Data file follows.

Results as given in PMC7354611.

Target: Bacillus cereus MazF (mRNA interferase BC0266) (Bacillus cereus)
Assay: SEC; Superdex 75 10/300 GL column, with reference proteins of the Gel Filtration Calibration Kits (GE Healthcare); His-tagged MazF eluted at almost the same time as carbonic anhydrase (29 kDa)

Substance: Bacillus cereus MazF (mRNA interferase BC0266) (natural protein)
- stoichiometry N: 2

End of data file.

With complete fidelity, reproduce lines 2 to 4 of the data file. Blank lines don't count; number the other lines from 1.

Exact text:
Target: Bacillus cereus MazF (mRNA interferase BC0266) (Bacillus cereus)
Assay: SEC; Superdex 75 10/300 GL column, with reference proteins of the Gel Filtration Calibration Kits (GE Healthcare); His-tagged MazF eluted at almost the same time as carbonic anhydrase (29 kDa)

Substance: Bacillus cereus MazF (mRNA interferase BC0266) (natural protein)